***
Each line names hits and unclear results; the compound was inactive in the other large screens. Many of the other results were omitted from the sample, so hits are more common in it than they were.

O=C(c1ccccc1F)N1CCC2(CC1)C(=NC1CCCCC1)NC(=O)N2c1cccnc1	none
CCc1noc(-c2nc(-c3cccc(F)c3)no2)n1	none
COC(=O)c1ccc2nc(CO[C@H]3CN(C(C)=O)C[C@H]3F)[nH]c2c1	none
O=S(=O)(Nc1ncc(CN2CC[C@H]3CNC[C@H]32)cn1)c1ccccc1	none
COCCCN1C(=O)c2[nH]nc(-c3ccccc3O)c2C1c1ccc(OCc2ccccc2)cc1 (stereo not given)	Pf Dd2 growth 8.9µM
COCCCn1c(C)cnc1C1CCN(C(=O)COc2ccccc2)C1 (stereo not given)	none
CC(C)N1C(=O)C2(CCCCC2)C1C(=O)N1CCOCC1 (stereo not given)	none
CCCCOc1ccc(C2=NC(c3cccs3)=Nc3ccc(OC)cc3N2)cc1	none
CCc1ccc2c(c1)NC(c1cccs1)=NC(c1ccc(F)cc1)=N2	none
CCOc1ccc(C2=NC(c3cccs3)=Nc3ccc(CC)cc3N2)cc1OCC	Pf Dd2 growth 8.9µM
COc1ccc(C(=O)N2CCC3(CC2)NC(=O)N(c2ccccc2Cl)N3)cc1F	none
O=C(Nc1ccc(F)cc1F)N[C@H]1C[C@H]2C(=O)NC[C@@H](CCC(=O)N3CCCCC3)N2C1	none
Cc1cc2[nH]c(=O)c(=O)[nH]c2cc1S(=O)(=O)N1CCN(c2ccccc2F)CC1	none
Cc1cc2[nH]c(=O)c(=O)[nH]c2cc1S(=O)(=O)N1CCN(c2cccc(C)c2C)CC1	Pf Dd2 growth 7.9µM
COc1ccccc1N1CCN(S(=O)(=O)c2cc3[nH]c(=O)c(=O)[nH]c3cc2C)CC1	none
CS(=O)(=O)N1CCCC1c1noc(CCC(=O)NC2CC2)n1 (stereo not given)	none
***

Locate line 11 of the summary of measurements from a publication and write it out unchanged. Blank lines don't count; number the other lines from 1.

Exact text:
CCOc1ccc(C2=NC(c3cccs3)=Nc3ccc(CC)cc3N2)cc1OCC	Pf Dd2 growth 8.9µM